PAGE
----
Kendall Squared brings you dispatches from the world’s epicenter for biotechnology and drug discovery.

It wasn’t all that long ago that academic researchers raised some eyebrows if they tried to commercialize their work while keeping their faculty posts.

“There was a sense that academics did research for purely intellectual reasons and to advance the field,” said Tyler Jacks, a cancer researcher at the Massachusetts Institute of Technology.

MIT has long been more accepting of the impulse to launch or join a company, and that philosophy has spread more widely over time.

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When it comes to academics playing a part in industry, “we’re all very comfortable with it” by now, said Jacks, director of MIT’s Koch Institute for Integrative Cancer Research. He recently helped found Equipoise Therapeutics, which focuses on stimulating the body’s own killer cells to fight cancer. It’s the fifth company he’s had a hand in getting off the ground.

Longtime academics who shift part of their attention to industry say they do so for many reasons.

Sometimes they’re presented with an opportunity they can’t turn down, or they’re eager to try something new. Many also want to turn all those years spent toiling in labs — all those experiments in test tubes, computer models, and mice — into applications that could directly help patients.

And if an existing biopharma company won’t license their research, it’s up to them to start their own enterprise. Researchers accustomed to university life then face a crash course in entrepreneurship, as they learn to woo investors instead of hunting for federal grants. They also have to make sure their role at a for-profit company doesn’t create any conflicts of interest that could compromise their work as an academic scientist.

For Dr. Jeffrey Lawson, a vascular surgeon at Duke University, the decision to join a biotech firm in October sprang from a sense that he’d regret staying outside. He remains on the Duke faculty, and still squeezes in some patient care, but dropped other roles — such as serving as vice chair of research in the surgery department — to make time for his work as chief medical officer at Humacyte, which is preparing a Phase 3 clinical trial for its lab-grown blood vessel.

One of his research collaborators founded the company in 2004, a time when Lawson was more focused on developing his academic career. He had worked for years as a consultant with the company, but wanted a bigger role as the product advanced through the clinical process.

“If I didn’t participate from the 15-yard line in, and it failed, I would never forgive myself,” Lawson said.

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Some longtime university scientists say they spent the first portion of their careers fully in the ivory tower in part because it was unthinkable to push their research out of their labs into clinical development.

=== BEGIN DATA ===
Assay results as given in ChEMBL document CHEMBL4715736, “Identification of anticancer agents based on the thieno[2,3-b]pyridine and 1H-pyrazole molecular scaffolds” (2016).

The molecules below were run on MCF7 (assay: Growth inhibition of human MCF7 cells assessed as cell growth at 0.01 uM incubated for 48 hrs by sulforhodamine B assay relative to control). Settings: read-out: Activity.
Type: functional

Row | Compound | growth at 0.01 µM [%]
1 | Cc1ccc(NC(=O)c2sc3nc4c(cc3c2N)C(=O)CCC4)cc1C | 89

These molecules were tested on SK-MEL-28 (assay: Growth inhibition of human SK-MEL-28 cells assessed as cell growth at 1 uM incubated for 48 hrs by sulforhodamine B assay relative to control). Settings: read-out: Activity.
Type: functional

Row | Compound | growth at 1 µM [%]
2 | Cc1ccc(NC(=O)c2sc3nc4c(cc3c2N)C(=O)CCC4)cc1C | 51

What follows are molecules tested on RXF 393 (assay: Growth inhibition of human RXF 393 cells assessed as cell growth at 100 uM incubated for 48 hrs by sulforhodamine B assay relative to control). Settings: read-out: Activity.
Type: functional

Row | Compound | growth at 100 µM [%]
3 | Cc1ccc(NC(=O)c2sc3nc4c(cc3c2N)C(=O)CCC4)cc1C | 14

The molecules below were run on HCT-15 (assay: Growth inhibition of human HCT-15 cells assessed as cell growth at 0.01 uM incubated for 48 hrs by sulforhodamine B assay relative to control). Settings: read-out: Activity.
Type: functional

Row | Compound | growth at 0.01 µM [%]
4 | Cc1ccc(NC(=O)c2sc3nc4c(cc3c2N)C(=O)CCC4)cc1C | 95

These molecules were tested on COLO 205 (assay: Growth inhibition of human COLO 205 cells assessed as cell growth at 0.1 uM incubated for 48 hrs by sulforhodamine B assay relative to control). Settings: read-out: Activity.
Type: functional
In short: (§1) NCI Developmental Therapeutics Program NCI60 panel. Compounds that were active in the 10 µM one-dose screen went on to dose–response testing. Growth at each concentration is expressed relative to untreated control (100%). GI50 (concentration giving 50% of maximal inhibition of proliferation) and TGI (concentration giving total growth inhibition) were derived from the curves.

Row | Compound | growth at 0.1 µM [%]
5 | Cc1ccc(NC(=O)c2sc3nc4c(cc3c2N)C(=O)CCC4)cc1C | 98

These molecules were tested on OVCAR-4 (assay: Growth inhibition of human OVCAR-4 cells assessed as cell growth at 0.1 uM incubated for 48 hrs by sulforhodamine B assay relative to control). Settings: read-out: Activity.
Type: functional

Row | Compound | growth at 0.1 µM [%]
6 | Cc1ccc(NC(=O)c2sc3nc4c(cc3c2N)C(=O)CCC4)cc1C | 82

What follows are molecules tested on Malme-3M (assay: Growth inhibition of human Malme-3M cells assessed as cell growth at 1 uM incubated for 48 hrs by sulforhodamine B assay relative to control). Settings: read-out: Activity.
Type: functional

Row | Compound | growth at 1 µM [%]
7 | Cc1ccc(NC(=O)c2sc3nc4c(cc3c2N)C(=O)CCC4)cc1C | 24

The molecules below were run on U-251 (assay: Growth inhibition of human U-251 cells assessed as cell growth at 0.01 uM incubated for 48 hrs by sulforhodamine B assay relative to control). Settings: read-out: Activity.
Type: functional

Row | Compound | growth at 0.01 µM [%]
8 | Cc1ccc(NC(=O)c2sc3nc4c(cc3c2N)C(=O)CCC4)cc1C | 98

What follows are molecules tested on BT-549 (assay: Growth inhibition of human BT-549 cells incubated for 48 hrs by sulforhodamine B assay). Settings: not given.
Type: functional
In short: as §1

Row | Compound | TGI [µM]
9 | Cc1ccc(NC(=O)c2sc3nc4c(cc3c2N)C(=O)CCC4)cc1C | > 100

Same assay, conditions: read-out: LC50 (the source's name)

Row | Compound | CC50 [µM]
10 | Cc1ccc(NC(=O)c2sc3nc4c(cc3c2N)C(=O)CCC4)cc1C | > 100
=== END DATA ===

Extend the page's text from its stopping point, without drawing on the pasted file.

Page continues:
“I thought that I [was] supposed to do basic research — translational research is the job of industry, not my job,” said Daria Mochly-Rosen, a Stanford University protein chemist.

In 2003, a graduate student prodded her to think more expansively, so Mochly-Rosen helped found KAI Pharmaceuticals to work on a kidney disease treatment.

“I was told by many it would ruin my career,” she said.

That’s not to say that academic scientists totally cordoned themselves off from the industry in the past. Dr. Dean Sheppard, a pulmonologist at the University of California, San Francisco, has collaborated with biopharma companies big and small for about 15 years. But last month, he helped launch his own startup, Pliant Therapeutics, which aims to treat fibrosis.

“It’s a nicer feeling to know that the people involved in the effort with you are all in” on the same mission, as opposed to working for a larger company with multiple research areas, Sheppard said.

Sheppard said he toyed with the idea of leaving his faculty position and jumping fulltime into Pliant “maybe for 30 seconds.”

But like many scientists who spoke to STAT about dividing their time between academia and industry, Sheppard said he couldn’t give up the freedom that comes with being able to chase a variety of ideas in a faculty lab instead of being relentlessly dedicated to one target.

“I love the freedom to explore things, and not to walk in a straight line,” Mochly-Rosen agreed.

But then, industry has its appeal, too. A decade ago, Mochly-Rosen launched Stanford’s SPARK program to connect researchers and industry leaders, and to teach academics about opportunities for translating their work into products. She got some pushback at first over concerns that industry representatives would try to steer university research, but said she sees more academic scientists now looking for help to get their ideas out to the world.

“There is nothing more exciting and humbling and intoxicating than realizing that you can take your basic research all the way to patients,” she said. “I really mean that. It sounds kind of bombastic, but there’s nothing like that.”

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